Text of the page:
Spectral searches performed by using the deconvoluted band compressed EPA library on the Starlab data system were about 3 times slower than searches of the digitized library. Because searches required spectrum reconstruction, search times were dependent on the rate at which floating point multiplications and divisions were performed. Table I contains a comparison of spectrum read (digitized spectrum search method) and reconstruction times for a 16-cm-1 butyric acid vapor-phase infrared spectrum measured for two different data systems. Disk read times were comparable for both systems. However, the 80386 computer with a math coprocessor was about 2.5 times faster for spectrum reconstruction than the Starlab system despite the fact that double precision (64 bit) floating point operations were performed instead of fractional integer math. Spectrum reconstruction for the 80386 system was only slightly slower than digitized spectrum disk read. This illustrates the dependence of deconvoluted band library search times on computer system hardware.
The deconvoluted band spectrum compression format described here may be used for reverse-search, pattern recognition, and artificial intelligence applications. Most reverse-search (mixture analysis) algorithms operate with band location information only. Reverse search is added to conventional digitized spectrum search systems by including a "peak table" in addition to the digitized spectrum library. An additional peak table is not required when information is represented in the deconvoluted band format. The goal of pattern recognition is to develop algorithms that are capable of recognizing the presence of structural features solely on the basis of spectral information (16, 17). Deconvoluted band spectral representations provided more accurate representations of infrared spectra than binary representations most often used for pattern recognition studies. It may be possible to improve discriminant functions by employing deconvoluted band information with pattern recognition techniques. Artificial intelligence has been applied to infrared spectral interpretation in the form of various expert systems. An expert system attempts to mimic the actions of an experienced spectroscopist in making correlations between spectra and structure (18). As with pattern recognition, more accurate spectral band information provided by the deconvoluted band compression format may lead to more effective interpretation rules. In addition, high-quality reference spectra can be reconstructed from a deconvoluted band library and used for visual comparisons and spectral subtractions. This luxury was previously restricted to libraries composed of digitized spectra. Spectral subtraction can be used in spectral stripping, a method for mixture analysis (19). We are currently investigating the use of the band storage format for these applications.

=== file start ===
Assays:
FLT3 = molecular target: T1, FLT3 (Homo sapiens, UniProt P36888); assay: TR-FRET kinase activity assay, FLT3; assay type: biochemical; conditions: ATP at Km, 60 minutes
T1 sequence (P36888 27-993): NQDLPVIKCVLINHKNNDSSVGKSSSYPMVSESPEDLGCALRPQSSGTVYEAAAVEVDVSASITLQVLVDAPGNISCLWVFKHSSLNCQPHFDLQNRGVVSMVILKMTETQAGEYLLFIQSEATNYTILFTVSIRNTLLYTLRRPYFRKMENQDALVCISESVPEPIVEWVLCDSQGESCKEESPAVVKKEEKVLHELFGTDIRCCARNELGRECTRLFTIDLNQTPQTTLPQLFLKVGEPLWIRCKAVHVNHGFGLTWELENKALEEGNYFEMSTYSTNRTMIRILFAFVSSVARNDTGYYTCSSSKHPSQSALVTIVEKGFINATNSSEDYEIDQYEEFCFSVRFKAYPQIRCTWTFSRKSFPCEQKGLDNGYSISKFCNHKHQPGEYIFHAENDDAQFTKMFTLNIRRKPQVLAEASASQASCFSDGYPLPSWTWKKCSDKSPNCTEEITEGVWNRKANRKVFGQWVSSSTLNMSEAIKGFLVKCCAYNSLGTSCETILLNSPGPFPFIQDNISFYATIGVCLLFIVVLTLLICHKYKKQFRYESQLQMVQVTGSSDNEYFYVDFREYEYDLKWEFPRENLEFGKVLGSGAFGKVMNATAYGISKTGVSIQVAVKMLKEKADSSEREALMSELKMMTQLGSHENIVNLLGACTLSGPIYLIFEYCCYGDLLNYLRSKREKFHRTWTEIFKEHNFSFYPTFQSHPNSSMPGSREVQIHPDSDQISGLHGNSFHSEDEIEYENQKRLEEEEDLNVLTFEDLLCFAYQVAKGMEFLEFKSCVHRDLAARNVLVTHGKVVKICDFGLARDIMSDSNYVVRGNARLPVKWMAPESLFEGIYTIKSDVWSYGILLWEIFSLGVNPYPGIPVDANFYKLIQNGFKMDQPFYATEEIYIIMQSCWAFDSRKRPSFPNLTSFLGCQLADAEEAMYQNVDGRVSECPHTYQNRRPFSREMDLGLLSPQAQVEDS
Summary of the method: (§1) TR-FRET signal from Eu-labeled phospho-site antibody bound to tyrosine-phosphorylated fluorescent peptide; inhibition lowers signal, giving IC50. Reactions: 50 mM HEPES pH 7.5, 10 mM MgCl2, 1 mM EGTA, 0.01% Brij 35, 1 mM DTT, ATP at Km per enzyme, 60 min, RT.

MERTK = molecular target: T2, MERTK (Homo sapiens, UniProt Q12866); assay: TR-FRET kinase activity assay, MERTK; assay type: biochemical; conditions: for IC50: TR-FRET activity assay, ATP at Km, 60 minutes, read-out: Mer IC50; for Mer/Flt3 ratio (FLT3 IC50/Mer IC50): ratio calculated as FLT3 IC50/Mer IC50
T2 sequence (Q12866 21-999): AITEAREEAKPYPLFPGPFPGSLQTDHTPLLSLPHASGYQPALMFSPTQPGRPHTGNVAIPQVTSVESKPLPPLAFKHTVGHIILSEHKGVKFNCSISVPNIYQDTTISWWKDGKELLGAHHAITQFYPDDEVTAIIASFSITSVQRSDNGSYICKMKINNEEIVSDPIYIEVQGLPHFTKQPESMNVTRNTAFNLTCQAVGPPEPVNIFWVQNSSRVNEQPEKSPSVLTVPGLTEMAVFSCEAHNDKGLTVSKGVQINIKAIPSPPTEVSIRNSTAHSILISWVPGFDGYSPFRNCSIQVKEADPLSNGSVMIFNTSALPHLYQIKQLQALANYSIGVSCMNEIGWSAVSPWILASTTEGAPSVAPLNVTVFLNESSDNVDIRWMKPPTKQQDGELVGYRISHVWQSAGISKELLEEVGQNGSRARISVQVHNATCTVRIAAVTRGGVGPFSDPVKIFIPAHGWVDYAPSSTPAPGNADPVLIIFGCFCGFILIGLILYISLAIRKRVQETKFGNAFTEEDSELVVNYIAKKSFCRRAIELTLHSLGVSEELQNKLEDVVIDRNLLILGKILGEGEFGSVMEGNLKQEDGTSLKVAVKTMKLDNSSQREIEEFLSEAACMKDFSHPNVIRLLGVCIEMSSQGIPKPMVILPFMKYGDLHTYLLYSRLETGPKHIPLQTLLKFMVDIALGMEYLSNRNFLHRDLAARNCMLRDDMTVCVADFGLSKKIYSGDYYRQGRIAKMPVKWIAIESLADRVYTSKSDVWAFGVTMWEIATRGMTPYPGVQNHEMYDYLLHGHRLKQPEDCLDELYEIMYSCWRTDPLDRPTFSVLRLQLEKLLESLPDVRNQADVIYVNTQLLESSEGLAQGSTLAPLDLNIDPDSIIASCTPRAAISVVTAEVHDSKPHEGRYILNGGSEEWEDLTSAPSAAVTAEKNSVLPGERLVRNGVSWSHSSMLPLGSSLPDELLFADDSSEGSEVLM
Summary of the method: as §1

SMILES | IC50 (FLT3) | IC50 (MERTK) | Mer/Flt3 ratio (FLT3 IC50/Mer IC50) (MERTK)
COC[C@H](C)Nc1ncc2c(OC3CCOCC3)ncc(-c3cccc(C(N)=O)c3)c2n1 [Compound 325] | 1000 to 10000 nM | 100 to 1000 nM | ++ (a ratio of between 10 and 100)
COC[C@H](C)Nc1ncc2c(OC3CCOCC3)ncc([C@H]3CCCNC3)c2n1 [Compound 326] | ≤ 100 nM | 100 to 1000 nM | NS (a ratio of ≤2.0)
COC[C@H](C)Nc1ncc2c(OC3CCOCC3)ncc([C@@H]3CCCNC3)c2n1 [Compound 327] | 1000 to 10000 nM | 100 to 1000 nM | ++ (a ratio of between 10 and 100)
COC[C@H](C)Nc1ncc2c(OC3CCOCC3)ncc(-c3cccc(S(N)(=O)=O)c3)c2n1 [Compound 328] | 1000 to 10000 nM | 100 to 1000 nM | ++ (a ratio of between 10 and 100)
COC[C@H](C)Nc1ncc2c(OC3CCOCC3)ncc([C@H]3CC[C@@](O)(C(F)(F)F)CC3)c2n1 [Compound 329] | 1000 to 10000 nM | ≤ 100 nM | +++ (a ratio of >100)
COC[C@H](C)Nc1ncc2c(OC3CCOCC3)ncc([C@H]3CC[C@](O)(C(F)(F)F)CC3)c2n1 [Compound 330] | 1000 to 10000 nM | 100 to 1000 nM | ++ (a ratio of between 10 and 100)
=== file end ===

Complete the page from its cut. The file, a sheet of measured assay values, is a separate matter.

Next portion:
(1) Coats, J. Spectroscopy 1988 3, 14.
(2) Kuentzel, L. E. Anal. Chem. 1951, 23, 1413.
(3) de Haseth, J. A.; Woodward, W. S.; Isenhour, T. L. Anal. Chem. 1976, 48, 1513.